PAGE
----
Sean, great point about the lack of good photos. Maybe Action Packed had to stall production for monetary reasons, and not because of poor photographs. Hadn’t thought of that.
I want int on the contest as well.
Back in 1994-95 I spent most of my money on Fleer Ultra, Topps Premier, and other shiny things, so I probably wouldn’t not have been interested. Ditto being young and uninterested in things historical. Today, I really enjoy oddball sets, so had it been produced, I definitely would have collected it now. Those rounded corners are great.
1) I’m in.
2) While I’m not positive I would have collected the set upon its initial release, I definitely would have collected it today, either as a ’94 issue or a ’12 issue.
Action Pack football worked well because that sport and all of its padding and
bulk work well with a 3d-type card. Hockey, I would think, would be no different. It is a shame, really, that this set was never released because the Hull looks fantastic. And I don’t know if I’m in the minority here, but I love old hockey photography with the poorly lit arenas that make for a good backdrop for the desired player.
I want to be in – That Gold card is attractive!
I would have certainly purchased these packs back in the day. I have the card BH1, but do not recall how I received it.. Do you know how they were distributed? Since this set never came out, I purchased the lame Original Six Classics cards released around the same time, or the 1972 Summit Series card packs.
Thanks for the contest Sal and I’d love to be in. Since I wasn’t yet born in 1994 I would not have collected the set then, but depending on the price (I don’t pay much for my cards) I may have collected it later. I think that the lock-out was probably the largest factor into why the set was never released. On a side note, the cards look pretty nice. A guy who works at a local card shop gave me and my buddy half a garbage bag of 199something Action Packed NFL cards for free. I personally like the odd shape of them.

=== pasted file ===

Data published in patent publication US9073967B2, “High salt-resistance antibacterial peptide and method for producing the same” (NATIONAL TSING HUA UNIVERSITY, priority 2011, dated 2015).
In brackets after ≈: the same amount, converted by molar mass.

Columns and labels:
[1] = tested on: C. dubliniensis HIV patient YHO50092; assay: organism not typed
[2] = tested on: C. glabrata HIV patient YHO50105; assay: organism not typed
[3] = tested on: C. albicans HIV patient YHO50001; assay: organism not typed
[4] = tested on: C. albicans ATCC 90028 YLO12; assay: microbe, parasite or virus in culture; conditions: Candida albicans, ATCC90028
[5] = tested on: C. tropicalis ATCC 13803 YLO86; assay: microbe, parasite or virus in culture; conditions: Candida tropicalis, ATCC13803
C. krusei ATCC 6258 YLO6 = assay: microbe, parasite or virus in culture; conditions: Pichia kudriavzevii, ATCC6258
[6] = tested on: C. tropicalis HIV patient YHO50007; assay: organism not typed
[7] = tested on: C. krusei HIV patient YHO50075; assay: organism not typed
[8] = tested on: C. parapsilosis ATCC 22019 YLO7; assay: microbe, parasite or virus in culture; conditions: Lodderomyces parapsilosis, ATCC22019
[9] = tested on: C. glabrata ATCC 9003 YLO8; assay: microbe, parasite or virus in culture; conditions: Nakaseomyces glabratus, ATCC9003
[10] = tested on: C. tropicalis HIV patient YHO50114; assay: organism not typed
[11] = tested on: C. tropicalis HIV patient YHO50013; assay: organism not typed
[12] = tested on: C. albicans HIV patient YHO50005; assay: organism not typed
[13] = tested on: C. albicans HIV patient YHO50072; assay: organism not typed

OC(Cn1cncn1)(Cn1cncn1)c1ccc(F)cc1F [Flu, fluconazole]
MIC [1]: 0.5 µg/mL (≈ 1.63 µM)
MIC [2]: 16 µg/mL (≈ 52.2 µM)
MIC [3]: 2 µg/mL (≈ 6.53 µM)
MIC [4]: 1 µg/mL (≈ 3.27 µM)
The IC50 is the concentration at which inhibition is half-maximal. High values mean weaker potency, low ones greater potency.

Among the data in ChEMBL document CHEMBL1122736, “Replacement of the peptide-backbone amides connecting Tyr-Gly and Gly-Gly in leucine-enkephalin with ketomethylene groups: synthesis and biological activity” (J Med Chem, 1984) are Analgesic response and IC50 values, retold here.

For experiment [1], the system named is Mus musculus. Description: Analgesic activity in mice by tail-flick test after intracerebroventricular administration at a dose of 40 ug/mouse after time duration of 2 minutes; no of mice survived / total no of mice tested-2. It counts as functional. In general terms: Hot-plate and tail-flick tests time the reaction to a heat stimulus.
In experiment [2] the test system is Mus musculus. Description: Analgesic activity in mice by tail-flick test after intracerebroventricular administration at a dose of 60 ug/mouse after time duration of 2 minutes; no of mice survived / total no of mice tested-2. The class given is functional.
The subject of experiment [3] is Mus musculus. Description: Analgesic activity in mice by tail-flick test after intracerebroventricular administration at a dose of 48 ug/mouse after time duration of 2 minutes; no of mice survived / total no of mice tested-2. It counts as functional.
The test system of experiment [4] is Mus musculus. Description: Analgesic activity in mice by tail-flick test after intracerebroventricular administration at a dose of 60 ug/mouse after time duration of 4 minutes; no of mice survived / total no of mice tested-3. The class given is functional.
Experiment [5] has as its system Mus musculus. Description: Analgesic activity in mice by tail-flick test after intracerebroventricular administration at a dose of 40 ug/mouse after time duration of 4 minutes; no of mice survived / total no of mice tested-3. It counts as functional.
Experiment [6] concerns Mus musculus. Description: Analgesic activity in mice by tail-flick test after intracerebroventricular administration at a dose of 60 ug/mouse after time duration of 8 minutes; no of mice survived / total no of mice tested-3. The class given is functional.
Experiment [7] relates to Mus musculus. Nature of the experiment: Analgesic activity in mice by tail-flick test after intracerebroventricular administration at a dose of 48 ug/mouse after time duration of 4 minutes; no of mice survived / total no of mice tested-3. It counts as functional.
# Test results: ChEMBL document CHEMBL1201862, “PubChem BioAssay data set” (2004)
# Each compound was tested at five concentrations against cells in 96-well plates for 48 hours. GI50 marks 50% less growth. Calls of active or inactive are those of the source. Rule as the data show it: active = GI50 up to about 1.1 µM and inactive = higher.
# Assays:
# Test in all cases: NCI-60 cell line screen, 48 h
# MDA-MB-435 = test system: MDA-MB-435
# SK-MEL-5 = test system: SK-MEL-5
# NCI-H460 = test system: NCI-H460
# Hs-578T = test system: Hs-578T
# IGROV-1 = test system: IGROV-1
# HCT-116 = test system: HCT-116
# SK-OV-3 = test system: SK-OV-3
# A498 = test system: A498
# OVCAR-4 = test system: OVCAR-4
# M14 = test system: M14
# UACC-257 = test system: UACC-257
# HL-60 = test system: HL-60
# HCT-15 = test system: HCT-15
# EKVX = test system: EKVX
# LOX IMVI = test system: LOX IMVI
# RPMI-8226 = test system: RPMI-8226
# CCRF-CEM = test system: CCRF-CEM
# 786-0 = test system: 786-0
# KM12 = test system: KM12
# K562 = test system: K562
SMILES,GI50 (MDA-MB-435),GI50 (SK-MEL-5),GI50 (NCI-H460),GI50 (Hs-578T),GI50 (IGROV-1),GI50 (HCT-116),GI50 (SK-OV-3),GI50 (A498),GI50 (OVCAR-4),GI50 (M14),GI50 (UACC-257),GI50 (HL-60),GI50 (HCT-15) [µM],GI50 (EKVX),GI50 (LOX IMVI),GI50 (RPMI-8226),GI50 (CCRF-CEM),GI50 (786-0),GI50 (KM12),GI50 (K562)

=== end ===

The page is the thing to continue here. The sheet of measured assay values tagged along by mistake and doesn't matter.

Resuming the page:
No more entries are being accepted for this contest.
I will do the drawing sometime on Monday.
hey everyone ive been looking on a bunch of sites but cant figure out how much my bobby hall gold promo signed BH2 hockey card is worth….. ?
First time I’m seeing these. The basketball Hall of Fame set from 1994 that Beckett calls a 1995 release for some unknown reason does feature artifacts of the back of each card, however, it’s only a 38 card set. Disappointing. Now that I’m collecting NHL full time I will need to hunt down a copy for my collection.